Incredible Bargain? 1956 Chrysler 300B

Most of us have a post-Powerball car wishlist. As in, which vehicles we would buy if money was no object. One car on my list would be an early 300 Letter Series car from Chrysler, such as this 1956 Chrysler 300B found here on craigslist in Franklinton, North Carolina. The seller is asking a very enticing $10,000 or offer for this super solid-looking 300B! Thanks to Ikey H. for finding this great tip!

This is an imposing car, as if I needed to tell any of you that. It’s over 18-feet in length so it’s worth checking the actual, usable size of your garage first if you have a regular two-car garage. This is the second series of letter cars for Chrysler and the first one to have a letter, if that makes sense. Does anything I say ever make sense? I’m starting to wonder myself. By the way, yes, the front bumper is included.

Stupid Powerball. It would help if I’d remember to buy a ticket every now and then. It’s not that I couldn’t buy this car or that a lot of us wouldn’t have ten-grand to throw down on this one, it’s the $75,000 restoration cost (or more?) that gives me heartburn. I can barely restore a minibike, I can’t imagine restoring a car like this gorgeous and rare 300B myself. The ’56 300B had different tail fins and more power but it wasn’t strikingly different from the 1955 Chrysler 300.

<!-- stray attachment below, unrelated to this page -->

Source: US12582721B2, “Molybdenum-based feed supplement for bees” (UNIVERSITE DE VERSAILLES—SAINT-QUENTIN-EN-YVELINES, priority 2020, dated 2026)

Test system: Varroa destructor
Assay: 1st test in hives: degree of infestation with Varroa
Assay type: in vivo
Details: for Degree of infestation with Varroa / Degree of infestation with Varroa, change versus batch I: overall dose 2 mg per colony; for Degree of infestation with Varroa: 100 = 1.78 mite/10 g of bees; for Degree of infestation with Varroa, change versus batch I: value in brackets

As I was fantasizing about this car and trying to figure out how to make it work, I got to the interior photos and stopped dead in my tracks. Then, as most of us do, I read the description after looking at the photos and I saw that the seller does have the interior and everything else that’s missing in the photos! Hagerty is at $33,200 for a #4 fair condition car and $74,500 for a #2 excellent condition car. Given that upper value, this won’t be a car that can be dropped off at a restoration shop with a blank check, unfortunately. They’re at $120,000 for a #1 concours car, for the record.

This is an exciting engine even now, just imagine back in 1956 to have a 354 cubic-inch, dual-quad hemi with either 340 or 355 hp. I don’t know which version this is and I’m not sure if it’s possible to tell from looking at it, is it? The seller says that it was running two years ago and I have no doubt that most Barn Finds readers would have this one humming again in no time. I hate to be one of those “if” guys (“If it wasn’t on the wrong coast..” “If we had more room..”, etc.), but if… I’ll just say that I would absolutely love to have this car even in the condition that it’s in now. This is a car that I would love to have for the long term, one to slowly restore as I had the time and funds available. Have any of you taken on a big restoration project like this one?

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Comments